Thursday, August 30, 2007

Administration backs off screening contractors for terrorist ties

What in the world is going on in Washington?

"Plan for Terror Screening of Aid Groups Cut Drastically," by Walter Pincus for the Washington Post:

The Bush administration has decided to sharply scale back its plan to screen U.S. foreign aid contractors around the globe for potential terrorism connections, deciding instead to begin with a pilot program involving aid recipients in the West Bank and the Gaza Strip before expanding it worldwide.

The decision, announced Tuesday at a meeting of U.S. officials and representatives of nonprofit groups, was made after lawmakers and several large aid organizations said that the global screening requirements were onerous and unwarranted. An official of the U.S. Agency for International Development had earlier promised to defer the program, which initially was to have taken effect Monday.

The global screening program, initially described in a July 17 Federal Register notice, would have required that all nongovernmental organizations seeking funds from the agency provide detailed information about key personnel, including phone numbers, birth dates and e-mail addresses.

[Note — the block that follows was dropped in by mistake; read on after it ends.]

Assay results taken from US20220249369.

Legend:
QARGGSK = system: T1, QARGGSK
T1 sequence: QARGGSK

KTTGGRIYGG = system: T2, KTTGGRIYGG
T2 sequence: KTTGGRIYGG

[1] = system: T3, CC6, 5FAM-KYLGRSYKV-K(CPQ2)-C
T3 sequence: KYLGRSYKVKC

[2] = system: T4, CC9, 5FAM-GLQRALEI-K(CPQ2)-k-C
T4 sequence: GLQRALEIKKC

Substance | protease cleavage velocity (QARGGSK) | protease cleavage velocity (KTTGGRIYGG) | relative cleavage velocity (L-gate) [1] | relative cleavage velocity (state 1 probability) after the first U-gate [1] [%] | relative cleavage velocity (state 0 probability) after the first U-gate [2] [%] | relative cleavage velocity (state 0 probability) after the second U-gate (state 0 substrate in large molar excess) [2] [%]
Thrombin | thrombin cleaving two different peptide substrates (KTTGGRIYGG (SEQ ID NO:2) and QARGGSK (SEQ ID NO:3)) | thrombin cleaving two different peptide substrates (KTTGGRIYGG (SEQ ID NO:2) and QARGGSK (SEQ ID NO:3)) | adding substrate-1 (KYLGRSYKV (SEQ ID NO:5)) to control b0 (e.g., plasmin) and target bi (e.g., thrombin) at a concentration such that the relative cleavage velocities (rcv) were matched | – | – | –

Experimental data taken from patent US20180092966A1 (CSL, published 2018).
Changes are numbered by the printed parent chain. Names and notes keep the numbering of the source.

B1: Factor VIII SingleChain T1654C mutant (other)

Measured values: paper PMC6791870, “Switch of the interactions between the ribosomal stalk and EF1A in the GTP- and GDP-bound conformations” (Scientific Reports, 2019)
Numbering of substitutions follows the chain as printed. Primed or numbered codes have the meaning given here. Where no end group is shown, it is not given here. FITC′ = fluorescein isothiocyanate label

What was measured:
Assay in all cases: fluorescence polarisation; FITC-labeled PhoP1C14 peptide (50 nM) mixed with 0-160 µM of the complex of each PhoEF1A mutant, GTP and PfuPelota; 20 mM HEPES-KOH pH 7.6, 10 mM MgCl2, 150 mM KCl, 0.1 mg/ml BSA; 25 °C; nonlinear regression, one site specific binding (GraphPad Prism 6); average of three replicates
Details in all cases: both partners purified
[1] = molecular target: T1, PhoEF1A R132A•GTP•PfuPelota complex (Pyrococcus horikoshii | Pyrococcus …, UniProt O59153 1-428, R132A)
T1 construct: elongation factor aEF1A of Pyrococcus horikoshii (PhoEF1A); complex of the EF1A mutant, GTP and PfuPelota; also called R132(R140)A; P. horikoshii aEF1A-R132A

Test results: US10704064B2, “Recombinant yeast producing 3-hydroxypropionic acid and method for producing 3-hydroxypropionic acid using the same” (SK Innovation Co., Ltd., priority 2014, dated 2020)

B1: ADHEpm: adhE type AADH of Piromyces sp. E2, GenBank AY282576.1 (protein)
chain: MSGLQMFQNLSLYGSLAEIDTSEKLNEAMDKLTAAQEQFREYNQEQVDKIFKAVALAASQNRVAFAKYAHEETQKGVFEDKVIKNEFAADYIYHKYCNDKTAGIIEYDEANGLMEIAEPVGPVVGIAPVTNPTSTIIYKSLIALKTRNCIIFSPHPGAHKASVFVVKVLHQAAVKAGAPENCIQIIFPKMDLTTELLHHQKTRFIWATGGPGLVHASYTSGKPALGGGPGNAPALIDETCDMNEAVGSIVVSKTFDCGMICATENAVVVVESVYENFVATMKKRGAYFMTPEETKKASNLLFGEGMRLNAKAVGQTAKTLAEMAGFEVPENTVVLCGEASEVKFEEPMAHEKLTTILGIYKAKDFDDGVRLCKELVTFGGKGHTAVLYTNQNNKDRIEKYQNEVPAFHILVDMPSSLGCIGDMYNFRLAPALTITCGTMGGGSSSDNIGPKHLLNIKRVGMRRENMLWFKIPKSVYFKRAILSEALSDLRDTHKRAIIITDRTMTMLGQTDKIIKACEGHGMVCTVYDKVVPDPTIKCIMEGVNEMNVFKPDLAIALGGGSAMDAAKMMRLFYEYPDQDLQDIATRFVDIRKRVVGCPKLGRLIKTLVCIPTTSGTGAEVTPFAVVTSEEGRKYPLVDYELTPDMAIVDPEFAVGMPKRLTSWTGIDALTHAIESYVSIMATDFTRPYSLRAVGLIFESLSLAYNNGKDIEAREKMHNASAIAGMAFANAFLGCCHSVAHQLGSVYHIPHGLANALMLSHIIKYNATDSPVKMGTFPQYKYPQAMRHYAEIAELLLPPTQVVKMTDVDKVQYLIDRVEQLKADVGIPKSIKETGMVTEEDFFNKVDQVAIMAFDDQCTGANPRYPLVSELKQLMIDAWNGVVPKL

That information was to have been reviewed by intelligence and law enforcement agencies, including the FBI, to ensure that there were no connections with individuals or groups associated with terrorism or threats to national security. It would have affected thousands of individuals in nonprofit groups, charities, religious organizations, colleges, universities and private corporations.

At the presentation Tuesday, USAID officials said they would initially carry out a "pilot vetting program" with recipients of grants and contracts in the West Bank and Gaza, according to materials presented at the meeting and made available to The Post by a contractor organization on the condition that it not be identified.

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